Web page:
Strength to the End

Two of my friends lost their mothers in December, and it always brings back memories of my own mother’s passing when that happens. If you have lost your Mom, you understand the special kind of painful hole that her death creates in your soul. Your mother, whether she was good or not, whether she was supportive and encouraging or judgmental and harsh, was the very first person to know you from the inside-out. There is a blood bond or an adoptive bond that can’t be denied. And if your mother was good, the hole is cavernous and hard to navigate, especially in the first weeks and months. Her lack of presence in this world is disorienting and foreign.

I had a good mother, so I know this pain.

Our lectionary passage today has a beautiful phrase that made me think of my friends’ new grief and my own well-worn sadness over losing our mothers. The blessing of my mother’s passing came in the way she died, as we had spent the evening together and I made her tea and helped her get ready for bed. A few hours later she died in her sleep. We didn’t know it was coming. What a tremendous gift of grace that was!

God gave both of us strength for the end.

Paul assures the church of Corinth that God will also strengthen them to the end. This is a powerful promise that we can all grab ahold of when a loved one dies or as we face our own mortality. I think this can also apply to the end of a relationship, losing a job, graduating from college, moving away from your home, adult children going off on their own … all those things that at some point must come to an end.

Paul, called to be an apostle of Christ Jesus by the will of God, and our brother Sosthenes,

To the church of God that is in Corinth, to those who are sanctified in Christ Jesus, called to be saints, together with all those who in every place call on the name of our Lord Jesus Christ, both their Lord and ours:

Grace to you and peace from God our Father and the Lord Jesus Christ.

I give thanks to my God always for you because of the grace of God that has been given you in Christ Jesus, for in every way you have been enriched in him, in speech and knowledge of every kind— just as the testimony of Christ has been strengthened among you— so that you are not lacking in any gift as you wait for the revealing of our Lord Jesus Christ.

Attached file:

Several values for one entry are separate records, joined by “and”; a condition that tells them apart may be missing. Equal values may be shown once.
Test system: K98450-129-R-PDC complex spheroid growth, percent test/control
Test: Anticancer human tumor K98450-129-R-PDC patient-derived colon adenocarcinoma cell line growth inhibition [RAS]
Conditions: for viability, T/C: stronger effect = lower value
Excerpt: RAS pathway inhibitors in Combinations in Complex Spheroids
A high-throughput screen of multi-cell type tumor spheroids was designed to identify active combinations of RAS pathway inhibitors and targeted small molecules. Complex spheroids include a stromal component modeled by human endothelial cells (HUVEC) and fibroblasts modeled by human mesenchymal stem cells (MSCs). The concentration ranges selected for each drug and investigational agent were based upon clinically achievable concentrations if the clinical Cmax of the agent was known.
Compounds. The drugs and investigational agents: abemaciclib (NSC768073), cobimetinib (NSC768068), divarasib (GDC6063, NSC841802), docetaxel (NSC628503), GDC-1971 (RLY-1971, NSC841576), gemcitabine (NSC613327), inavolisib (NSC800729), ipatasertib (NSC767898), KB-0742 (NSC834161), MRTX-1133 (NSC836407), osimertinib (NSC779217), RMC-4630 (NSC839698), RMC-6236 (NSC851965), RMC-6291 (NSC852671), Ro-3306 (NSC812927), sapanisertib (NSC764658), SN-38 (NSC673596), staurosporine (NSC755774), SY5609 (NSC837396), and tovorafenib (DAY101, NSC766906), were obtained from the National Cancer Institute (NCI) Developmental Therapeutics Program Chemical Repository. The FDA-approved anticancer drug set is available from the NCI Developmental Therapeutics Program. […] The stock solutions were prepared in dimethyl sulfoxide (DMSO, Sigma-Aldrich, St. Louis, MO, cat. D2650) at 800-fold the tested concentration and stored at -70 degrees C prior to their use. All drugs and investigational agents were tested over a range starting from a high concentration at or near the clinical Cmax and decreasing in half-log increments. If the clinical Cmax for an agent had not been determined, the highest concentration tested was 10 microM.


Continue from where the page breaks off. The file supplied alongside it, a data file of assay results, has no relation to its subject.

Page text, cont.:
He will also strengthen you to the end, so that you may be blameless on the day of our Lord Jesus Christ. God is faithful, by whom you were called into the partnership of his Son, Jesus Christ our Lord.

In our end is our beginning; in our time, infinity;
In our doubt there is believing; in our life, eternity,
In our death, a resurrection; at the last, a victory,
Unrevealed until it’s season, something God alone can see.
(Hymn of Promise, Natalie Sleeth, UMH #707)

God is faithful indeed.

The End and the Beginning by Michelle Robertson


I discovered last week that lifting an oversized leather couch needs to be done carefully. I was not careful. I instantly felt a tear in the muscles of my ribcage, known as an intercostal muscle strain. It happens when you twist and lift. Apparently, you can twist OR lift, but not at the same time. I spent the rest of the week going about my chores as I helped my daughter and son-in-law move into a new house gritting my teeth as had to bend, lift, move, and breathe my way through the discomfort. Fortunately, this is a mishap that heals itself, but over a week later I still can’t sleep on that side.